FIG. 4A-4C: TN dose-dependently inhibited the LPS- or SAA-induced HMGB1 release. A, B, Primary murine peritoneal macrophages. C, Primary human peripheral blood mononuclear cells (HuPBMCs). Murine macrophages or human monocytes (HuPBMCs) were cultured in serum-free OPTI-MEM I medium, and stimulated with LPS or SAA for 16 h at the indicated concentrations. The extracellular HMGB1 levels were determined by Western blotting, and expressed as % of maximal stimulation by LPS or SAA alone.

FIG. 5: Recombinant TN specifically induced GRO/CXCL1 and ENA-78/CXCL5 secretion in human peripheral blood mononuclear cells (HuPBMCs). Human blood was purchased from the Long Island Blood Bank, and HuPBMCs were isolated by density gradient centrifugation through Ficoll, and stimulated with recombinant TN (20 μg/ml) expressed in HEK293 or E. coli for 16 h. The extracellular levels of cytokines and chemokines were determined by Cytokine Antibody Arrays.

FIG. 6A-6C: Recombinant TN protected mice against lethal endotoxemia and sepsis. Male Balb/C mice were subjected to lethal endotoxemia (LPS, 5 mg/kg, i.p., Panel A) or sepsis by cecal ligation and puncture (CLP, Panel B, C), and recombinant TN produced in HEK293 (Panel A, B) or E. coli (Panel C) was given intraperitoneally at indicated dosing regimens. Animal survival rates were monitored for more than two weeks to ensure no later death. Shown in Panel B and C is a summary of two independent experiments with similar results.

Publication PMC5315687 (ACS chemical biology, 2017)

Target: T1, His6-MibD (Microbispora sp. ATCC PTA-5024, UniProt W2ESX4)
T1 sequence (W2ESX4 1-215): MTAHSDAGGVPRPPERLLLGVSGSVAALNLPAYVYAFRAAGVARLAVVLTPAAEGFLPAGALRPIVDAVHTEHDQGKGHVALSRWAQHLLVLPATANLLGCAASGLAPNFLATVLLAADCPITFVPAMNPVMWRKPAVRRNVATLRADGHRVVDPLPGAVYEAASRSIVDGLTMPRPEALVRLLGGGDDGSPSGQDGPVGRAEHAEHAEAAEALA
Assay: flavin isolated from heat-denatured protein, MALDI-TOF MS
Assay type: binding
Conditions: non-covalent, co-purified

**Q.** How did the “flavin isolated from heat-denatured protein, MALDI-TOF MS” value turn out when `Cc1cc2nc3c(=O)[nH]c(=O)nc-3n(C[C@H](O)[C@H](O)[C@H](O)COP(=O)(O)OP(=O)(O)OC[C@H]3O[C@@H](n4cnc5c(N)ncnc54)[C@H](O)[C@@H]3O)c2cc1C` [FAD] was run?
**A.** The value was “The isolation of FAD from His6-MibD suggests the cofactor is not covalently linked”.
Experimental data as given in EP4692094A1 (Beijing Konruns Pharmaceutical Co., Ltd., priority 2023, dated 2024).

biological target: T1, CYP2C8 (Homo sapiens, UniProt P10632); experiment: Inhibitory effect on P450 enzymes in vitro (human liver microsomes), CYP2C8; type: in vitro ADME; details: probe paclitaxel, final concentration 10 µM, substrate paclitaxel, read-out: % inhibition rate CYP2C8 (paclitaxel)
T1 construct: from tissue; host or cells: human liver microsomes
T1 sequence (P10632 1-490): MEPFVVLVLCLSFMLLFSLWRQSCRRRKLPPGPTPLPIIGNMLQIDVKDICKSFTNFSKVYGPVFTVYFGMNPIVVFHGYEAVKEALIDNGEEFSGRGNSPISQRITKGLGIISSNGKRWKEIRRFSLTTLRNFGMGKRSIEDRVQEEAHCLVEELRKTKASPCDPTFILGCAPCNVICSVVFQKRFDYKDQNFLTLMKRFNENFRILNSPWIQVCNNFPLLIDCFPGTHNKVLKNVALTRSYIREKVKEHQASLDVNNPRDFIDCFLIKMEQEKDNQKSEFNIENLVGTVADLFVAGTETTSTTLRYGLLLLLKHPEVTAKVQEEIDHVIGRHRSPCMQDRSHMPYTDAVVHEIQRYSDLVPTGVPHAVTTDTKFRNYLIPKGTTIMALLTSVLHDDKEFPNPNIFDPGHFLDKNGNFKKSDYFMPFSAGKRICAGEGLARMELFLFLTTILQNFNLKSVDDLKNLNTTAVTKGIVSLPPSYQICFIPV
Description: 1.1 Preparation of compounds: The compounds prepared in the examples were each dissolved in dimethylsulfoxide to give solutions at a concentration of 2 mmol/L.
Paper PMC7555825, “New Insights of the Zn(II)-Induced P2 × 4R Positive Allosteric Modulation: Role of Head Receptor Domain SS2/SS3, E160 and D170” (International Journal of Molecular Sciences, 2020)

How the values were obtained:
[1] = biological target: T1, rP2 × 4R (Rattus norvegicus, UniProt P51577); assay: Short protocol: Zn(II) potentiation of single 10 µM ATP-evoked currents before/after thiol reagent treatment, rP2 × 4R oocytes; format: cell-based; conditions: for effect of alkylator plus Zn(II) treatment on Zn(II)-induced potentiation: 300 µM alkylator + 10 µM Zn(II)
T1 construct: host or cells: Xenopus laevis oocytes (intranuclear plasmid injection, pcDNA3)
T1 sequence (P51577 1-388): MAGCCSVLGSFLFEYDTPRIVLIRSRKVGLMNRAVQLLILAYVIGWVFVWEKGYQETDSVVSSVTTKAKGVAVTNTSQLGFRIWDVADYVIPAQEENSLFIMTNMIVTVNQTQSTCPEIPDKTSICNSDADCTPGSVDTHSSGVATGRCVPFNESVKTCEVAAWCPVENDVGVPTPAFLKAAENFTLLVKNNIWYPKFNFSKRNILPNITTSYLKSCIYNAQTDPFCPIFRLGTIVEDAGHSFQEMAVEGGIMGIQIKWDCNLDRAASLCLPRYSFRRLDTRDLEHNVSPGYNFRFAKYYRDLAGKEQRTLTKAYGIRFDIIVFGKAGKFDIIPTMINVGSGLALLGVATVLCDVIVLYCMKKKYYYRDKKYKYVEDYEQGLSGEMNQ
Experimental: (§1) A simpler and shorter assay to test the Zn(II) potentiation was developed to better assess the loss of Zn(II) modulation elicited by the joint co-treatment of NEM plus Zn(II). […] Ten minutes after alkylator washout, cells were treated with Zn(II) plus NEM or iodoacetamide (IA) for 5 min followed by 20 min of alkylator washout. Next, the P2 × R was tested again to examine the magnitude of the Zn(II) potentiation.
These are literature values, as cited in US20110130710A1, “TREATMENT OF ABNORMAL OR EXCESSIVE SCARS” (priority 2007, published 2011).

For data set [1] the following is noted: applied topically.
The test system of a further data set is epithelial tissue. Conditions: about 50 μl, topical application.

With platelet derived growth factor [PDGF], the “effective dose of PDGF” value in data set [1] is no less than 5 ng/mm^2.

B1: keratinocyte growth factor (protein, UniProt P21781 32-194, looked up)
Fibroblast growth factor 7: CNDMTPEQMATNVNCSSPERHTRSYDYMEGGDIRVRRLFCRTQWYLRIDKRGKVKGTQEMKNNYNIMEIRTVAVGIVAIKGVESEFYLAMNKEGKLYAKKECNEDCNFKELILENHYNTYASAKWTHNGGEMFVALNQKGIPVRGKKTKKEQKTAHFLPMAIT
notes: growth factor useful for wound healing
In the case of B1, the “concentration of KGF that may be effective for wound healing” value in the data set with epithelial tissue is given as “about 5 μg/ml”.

FIG. 7: Expression and purification of recombinant TN and CRD domain. Recombinant TN corresponding to residue 22-202 amino acid (or 1-181 if excluding the 21-residue signal sequence) or the CRD domain corresponding to residue 66-202 (or 45-181) with a C-terminal histidine tag were expressed in E. coli BL21 (DE3) pLysS cells, and purified by histidine-affinity and Triton X-114 extraction to remove contaminating endotoxins. Note that recombinant TN migrated on SDS-PAGE gel as a 17 and 24 kDa band in the presence of a reducing agent (DTT), but migrated as 24 kDa band in the absence of DTT, suggesting a possible variation of the redox status of TN protein.

FIG. 8: N-terminal deletion mutant ΔTN dose-dependently inhibited SAA-induced HMGB1 release. Murine macrophage-like RAW264.7 cells were cultured in serum-free OPTI-MEM I medium, and stimulated with SAA in the absence of presence of ΔTN (residue 45-181) for 16 h at the indicated concentrations. The extracellular HMGB1 levels were determined by Western blotting, and expressed as % of stimulation in the presence of SAA alone.